Chicken Livers with Southern-style Curry (David Thompson)
Recently i zapped into an episode of Poh’s Kitchen (streamed/archived episodes are available online). While the episode did not really make me want to watch more of the show, I liked watching David Thompson prepare (of course) Thai Food. The street food of Bangkok shown was even more intriguing, so I headed to my cookbook shelf and grabbed my copy of his book Thai Food, instantly falling in love with
Chicken livers with Southern-style curry paste – dat pat baep malayuu
The amounts given, though, seemed to be off for me – for one, I am not cooking on a Thai wok flame, which is hot as burning rocket fuel, and I greatly reduced the liquids used. Another thing: Thompson uses the whole batch of curry paste with 200 grams of chicken livers. I do like my Thai food hot, but that looked like too much right from the start.
Chicken livers with Southern-style curry paste
serves 2-3 Portionen, adapted from David Thompson
(more, if eating family-style)
1 large red very hot chili, fresh
1 tiny very hot green chili, fresh (original recipe uses a larger amount of dried and seeded chillies)
large pinch of salt
2 large banana shallots, chopped (DT: 6 tbsp chopped red shallot)
3 medium clove of garlic, minced (DT: 3 tbsp)
3 cm fresh ginger, chopped
2 tsp freeze-dried lemon grass (Thompson: 1 tbsp fresh), chopped
1 tablespoon coriander seeds, roasted and ground
1 teaspoon cumin seeds, roasted and ground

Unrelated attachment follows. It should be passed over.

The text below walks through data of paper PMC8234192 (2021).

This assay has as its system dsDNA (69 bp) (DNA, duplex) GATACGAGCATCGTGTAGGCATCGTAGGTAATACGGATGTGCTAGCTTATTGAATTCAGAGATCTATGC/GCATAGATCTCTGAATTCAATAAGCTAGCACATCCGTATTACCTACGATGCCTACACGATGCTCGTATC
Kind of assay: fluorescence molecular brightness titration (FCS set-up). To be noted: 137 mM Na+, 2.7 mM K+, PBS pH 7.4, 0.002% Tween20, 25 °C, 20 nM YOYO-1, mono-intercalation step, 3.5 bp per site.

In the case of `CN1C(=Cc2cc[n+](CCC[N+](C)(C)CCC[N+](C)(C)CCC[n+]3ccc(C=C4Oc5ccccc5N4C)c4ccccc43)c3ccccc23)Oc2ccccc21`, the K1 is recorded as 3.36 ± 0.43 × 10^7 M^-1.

Blend into a paste, either using a blender or mortar and pestle. – While David Thompson indicates that the whole batch of curry is used for the chicken livers, I have only used half of this batch for the recipe below, so adjust the amount of curry paste to your taste.
300 g chicken livers
3 large banana shallots (DT: 6 small red shallots)
about 150 ml chicken stock (DT: 2 cups)
a pinch of powdered sugar
a dash of fish sauce
a dash rice wine vinegar
coriander leaves (cilantro), chopped
1 small shallot, sliced
Clean the livers, discarding any discoloured parts-and, if desired, poach until firm and cooked. Cut into bite-size pieces.
Heat oil and deep-fry the finely sliced shallots until golden, then remove and drain about a third of the shallots. Add paste to the same oil and simmer, stirring regularly, until fragrant. Moisten with stock as required, but don’t make it too wet – simmer until any excess has evaporated. Season with sugar, salt, fish sauce and vinegar: the curry should taste rich, spicy and salty; it should also be quite oily. Add liver and simmer for a few minutes. Sprinkle with reserved deep-fried shallots, coarsely sliced shallots and coriander leaves.
This is a very unusual curry, and we liked it a lot. Some steamed Thai rice would be the perfect match, but we had a slice of rye bread with the livers, which worked astonishingly well.
For a German version of the recipe, please click here.